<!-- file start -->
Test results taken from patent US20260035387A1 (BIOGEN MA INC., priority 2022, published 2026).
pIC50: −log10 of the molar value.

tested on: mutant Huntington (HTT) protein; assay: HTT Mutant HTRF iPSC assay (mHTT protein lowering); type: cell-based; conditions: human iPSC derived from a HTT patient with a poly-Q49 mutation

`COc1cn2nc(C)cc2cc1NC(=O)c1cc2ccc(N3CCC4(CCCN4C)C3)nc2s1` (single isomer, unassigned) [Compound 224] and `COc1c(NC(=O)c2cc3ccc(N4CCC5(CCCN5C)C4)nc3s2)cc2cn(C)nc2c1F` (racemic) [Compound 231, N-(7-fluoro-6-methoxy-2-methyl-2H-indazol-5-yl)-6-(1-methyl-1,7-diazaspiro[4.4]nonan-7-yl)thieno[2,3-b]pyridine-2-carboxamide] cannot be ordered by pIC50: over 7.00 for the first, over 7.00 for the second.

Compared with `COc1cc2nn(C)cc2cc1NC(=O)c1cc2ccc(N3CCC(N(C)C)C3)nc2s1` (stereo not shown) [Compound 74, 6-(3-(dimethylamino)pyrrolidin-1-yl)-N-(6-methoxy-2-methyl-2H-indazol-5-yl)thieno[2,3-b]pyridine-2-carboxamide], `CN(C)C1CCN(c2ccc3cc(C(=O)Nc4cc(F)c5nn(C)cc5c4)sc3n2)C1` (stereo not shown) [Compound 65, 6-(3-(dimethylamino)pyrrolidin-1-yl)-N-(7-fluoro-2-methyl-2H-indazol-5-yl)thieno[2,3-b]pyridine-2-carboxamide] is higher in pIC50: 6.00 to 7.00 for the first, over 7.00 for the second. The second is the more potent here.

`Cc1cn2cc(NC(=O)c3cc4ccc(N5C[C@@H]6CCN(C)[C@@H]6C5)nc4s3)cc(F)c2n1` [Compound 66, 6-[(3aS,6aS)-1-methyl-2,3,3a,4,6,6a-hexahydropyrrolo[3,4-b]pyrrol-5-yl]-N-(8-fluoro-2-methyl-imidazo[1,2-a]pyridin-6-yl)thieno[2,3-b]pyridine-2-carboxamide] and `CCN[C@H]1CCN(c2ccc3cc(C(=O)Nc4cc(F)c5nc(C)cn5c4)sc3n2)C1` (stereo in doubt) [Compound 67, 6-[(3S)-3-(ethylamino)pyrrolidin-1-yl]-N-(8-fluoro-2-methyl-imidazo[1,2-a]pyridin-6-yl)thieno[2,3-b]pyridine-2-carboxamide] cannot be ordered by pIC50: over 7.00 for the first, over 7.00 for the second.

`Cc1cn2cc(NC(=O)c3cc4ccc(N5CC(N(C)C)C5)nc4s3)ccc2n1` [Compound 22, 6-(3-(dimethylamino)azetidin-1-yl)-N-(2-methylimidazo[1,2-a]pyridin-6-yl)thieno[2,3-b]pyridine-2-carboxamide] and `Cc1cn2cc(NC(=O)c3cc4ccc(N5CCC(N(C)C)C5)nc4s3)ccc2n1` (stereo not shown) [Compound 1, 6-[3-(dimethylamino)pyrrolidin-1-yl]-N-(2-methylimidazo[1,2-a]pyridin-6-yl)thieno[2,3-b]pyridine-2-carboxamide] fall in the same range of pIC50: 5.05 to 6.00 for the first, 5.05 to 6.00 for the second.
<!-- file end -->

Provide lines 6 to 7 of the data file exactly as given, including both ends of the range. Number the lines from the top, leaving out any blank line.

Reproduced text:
`Cc1cn2cc(NC(=O)c3cc4ccc(N5C[C@@H]6CCN(C)[C@@H]6C5)nc4s3)cc(F)c2n1` [Compound 66, 6-[(3aS,6aS)-1-methyl-2,3,3a,4,6,6a-hexahydropyrrolo[3,4-b]pyrrol-5-yl]-N-(8-fluoro-2-methyl-imidazo[1,2-a]pyridin-6-yl)thieno[2,3-b]pyridine-2-carboxamide] and `CCN[C@H]1CCN(c2ccc3cc(C(=O)Nc4cc(F)c5nc(C)cn5c4)sc3n2)C1` (stereo in doubt) [Compound 67, 6-[(3S)-3-(ethylamino)pyrrolidin-1-yl]-N-(8-fluoro-2-methyl-imidazo[1,2-a]pyridin-6-yl)thieno[2,3-b]pyridine-2-carboxamide] cannot be ordered by pIC50: over 7.00 for the first, over 7.00 for the second.

`Cc1cn2cc(NC(=O)c3cc4ccc(N5CC(N(C)C)C5)nc4s3)ccc2n1` [Compound 22, 6-(3-(dimethylamino)azetidin-1-yl)-N-(2-methylimidazo[1,2-a]pyridin-6-yl)thieno[2,3-b]pyridine-2-carboxamide] and `Cc1cn2cc(NC(=O)c3cc4ccc(N5CCC(N(C)C)C5)nc4s3)ccc2n1` (stereo not shown) [Compound 1, 6-[3-(dimethylamino)pyrrolidin-1-yl]-N-(2-methylimidazo[1,2-a]pyridin-6-yl)thieno[2,3-b]pyridine-2-carboxamide] fall in the same range of pIC50: 5.05 to 6.00 for the first, 5.05 to 6.00 for the second.